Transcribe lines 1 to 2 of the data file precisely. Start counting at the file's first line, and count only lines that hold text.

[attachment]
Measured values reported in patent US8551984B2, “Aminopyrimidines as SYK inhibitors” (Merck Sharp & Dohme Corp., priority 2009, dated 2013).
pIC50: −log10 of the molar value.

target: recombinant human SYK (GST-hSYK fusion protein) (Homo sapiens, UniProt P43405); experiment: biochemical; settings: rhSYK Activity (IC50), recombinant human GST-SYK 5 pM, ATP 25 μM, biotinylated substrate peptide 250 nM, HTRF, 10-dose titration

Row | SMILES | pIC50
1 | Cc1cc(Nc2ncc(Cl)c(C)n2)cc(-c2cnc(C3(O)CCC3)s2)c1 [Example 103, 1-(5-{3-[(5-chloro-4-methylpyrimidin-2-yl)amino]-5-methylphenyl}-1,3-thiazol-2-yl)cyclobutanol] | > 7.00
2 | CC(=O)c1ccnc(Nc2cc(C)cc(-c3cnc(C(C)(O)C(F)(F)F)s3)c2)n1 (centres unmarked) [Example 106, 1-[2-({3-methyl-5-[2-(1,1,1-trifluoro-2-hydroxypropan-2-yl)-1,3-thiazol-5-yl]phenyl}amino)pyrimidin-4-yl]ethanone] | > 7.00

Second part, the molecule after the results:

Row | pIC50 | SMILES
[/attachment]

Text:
Measured values reported in patent US8551984B2, “Aminopyrimidines as SYK inhibitors” (Merck Sharp & Dohme Corp., priority 2009, dated 2013).
pIC50: −log10 of the molar value.